When I was first learning jazz piano, there were some tunes I’d avoid playing. These included all of Steve Swallow’s tunes. I’d turn the page in my Real Book, see one of his tunes like “Falling Grace,” and keep turning the page to get to the next tune as quickly as possible?
Why did I avoid them? It was the chord progressions. They made no sense to me. Swallow didn’t follow each chord with the ones I expected and I felt lost when I tried to improvise over his progressions.
Luckily for me, however, circumstances forced me to look at his music from time to time. A sax player would say “Hey, have you heard Falling Grace?” and a classmate of mine once opened the Real Book to a Swallow tune and said, “Let’s play something by my bass teacher.” Yes, he had taken a few lessons from Steve Swallow himself! (Swallow told my friend to play Bach’s Cello Suites on electric bass.)
I was intrigued.
What was I missing? What did my friends know that I didn’t? And most of all; how was I ever going to learn this hard music???
It took a long time, but over the course of a few years, the chord changes in Steve Swallow’s music began to make sense to me. I began to detect their inner logic and my ear began to anticipate what the next phrase would sound like. And most surprisingly (to me), my solos began improving as well!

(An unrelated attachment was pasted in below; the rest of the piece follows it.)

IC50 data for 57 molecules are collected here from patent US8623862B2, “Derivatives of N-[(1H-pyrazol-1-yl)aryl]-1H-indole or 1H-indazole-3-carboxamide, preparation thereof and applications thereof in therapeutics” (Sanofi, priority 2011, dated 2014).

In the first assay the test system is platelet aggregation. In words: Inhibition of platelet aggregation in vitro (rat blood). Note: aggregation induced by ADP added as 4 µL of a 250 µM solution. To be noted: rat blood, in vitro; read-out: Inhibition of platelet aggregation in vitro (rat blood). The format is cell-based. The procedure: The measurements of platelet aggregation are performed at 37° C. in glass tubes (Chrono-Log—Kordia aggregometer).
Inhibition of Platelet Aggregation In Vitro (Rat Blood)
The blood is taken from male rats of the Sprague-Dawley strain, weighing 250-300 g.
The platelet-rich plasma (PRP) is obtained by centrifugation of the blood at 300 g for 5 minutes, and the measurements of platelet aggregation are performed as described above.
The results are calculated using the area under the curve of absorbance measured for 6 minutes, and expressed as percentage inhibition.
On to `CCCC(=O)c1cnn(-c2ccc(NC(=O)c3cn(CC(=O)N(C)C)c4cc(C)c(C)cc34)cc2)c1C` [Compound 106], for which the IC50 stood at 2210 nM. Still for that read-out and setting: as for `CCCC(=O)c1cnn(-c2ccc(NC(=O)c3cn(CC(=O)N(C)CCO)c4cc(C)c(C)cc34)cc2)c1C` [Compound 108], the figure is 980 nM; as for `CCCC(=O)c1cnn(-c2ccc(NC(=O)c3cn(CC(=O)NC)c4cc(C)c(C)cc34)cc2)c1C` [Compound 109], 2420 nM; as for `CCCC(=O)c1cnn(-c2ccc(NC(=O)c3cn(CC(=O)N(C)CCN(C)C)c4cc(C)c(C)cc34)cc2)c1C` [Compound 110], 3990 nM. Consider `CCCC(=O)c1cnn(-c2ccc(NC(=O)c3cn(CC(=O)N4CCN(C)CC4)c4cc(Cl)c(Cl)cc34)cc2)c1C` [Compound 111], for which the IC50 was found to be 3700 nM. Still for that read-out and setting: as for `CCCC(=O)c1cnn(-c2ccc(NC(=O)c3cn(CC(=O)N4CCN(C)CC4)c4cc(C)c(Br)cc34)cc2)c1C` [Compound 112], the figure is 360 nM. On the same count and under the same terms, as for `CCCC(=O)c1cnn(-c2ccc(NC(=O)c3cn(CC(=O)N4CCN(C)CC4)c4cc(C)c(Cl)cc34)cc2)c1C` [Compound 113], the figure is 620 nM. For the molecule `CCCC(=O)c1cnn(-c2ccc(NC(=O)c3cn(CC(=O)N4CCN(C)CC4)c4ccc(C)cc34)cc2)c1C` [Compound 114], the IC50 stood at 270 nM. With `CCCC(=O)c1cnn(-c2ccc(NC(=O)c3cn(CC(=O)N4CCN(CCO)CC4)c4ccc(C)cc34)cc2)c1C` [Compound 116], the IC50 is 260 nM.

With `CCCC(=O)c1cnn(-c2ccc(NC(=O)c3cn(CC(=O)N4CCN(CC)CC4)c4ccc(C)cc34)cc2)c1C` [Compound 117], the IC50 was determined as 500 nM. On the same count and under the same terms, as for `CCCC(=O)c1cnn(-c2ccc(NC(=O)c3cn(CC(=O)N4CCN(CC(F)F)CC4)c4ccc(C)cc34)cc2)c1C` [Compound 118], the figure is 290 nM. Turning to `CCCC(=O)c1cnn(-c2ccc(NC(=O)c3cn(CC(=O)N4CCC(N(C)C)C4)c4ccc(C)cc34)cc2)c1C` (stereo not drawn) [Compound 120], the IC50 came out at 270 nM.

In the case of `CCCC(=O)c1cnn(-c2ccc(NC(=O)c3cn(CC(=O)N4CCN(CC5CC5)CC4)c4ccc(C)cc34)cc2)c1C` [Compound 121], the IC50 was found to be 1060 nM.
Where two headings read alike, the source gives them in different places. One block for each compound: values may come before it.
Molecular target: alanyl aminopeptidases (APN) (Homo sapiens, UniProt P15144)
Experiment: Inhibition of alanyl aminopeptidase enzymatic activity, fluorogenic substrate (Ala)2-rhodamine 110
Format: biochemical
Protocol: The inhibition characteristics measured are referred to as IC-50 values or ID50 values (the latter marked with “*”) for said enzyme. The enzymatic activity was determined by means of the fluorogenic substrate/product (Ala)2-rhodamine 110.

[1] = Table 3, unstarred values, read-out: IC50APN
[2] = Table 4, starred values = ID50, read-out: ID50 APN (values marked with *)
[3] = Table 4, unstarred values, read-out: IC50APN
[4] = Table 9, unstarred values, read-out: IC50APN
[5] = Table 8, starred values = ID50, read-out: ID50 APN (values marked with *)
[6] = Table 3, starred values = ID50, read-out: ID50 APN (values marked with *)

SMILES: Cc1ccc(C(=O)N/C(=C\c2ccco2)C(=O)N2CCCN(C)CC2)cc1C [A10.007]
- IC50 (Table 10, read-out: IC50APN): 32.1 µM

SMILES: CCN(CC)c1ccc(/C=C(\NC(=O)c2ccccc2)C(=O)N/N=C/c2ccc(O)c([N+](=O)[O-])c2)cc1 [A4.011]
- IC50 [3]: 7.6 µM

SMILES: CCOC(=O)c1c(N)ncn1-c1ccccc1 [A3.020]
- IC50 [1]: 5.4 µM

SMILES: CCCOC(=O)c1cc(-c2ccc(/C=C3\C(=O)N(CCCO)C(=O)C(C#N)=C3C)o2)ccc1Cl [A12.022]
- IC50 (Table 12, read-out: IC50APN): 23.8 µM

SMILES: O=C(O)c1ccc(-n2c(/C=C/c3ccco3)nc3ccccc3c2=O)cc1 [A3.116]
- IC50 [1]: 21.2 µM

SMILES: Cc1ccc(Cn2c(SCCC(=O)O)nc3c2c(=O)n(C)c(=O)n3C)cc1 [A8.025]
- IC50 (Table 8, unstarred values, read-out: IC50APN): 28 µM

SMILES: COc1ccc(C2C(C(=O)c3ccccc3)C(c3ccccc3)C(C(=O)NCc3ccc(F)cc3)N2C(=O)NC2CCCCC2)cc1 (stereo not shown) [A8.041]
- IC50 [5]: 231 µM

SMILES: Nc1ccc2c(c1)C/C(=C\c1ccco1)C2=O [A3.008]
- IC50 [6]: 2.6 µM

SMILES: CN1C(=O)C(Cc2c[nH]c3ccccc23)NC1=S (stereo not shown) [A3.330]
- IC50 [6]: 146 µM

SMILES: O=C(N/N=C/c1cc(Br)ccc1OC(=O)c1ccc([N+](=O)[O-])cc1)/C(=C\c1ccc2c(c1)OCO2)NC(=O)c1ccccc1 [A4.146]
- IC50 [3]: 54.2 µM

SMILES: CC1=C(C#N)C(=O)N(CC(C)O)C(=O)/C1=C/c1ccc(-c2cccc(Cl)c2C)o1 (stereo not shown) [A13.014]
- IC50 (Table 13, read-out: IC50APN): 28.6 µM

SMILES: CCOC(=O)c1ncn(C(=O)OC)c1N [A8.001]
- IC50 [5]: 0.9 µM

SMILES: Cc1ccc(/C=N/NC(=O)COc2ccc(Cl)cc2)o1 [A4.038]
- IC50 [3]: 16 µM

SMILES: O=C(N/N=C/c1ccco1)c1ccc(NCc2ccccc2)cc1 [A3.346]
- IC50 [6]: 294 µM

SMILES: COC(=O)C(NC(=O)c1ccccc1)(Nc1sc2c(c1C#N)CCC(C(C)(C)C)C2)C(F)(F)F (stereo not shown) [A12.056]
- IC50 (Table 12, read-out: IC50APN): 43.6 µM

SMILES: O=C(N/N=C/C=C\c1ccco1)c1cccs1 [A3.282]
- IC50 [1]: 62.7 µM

Now, Steve Swallow’s tunes are like old friends. I don’t play them every day, but when I do, I greet them with a sense of familiarity and comfort that I didn’t think possible during my high school and college years.
The reason I’m saying all this is because we usually practice a jazz tune or technique in order to learn it in the short run. We want to learn a certain tune by next week, or to be able to play bebop in a year from now.
But some music, like I’ve found with Swallow’s pieces, can take much longer. And we need to start becoming familiar with them now if we want to be able to play them in a few years. It’s a slightly different way of looking at our practicing, and viewing our musical development in terms of the “long run” will guarantee our continued musical growth for a long, long time.
If you’ve never yet played a Steve Swallow tune, “Falling Grace” is a good place to start. It’s one of his earliest compositions and has a good deal of traditional jazz harmony interspersed with the unusual harmonic transitions that characterize much of his music.
Falling Grace: Journey Through The Real Book #114
There’s a good reason why jazz greats such as Chick Corea and Pat Metheny were highly influenced by Swallow’s writing. It’s beautiful music and well worth the effort it takes us to learn how to play it. But we have to begin “now,” not “tomorrow.”
Enjoy the journey, and “let the music flow!”
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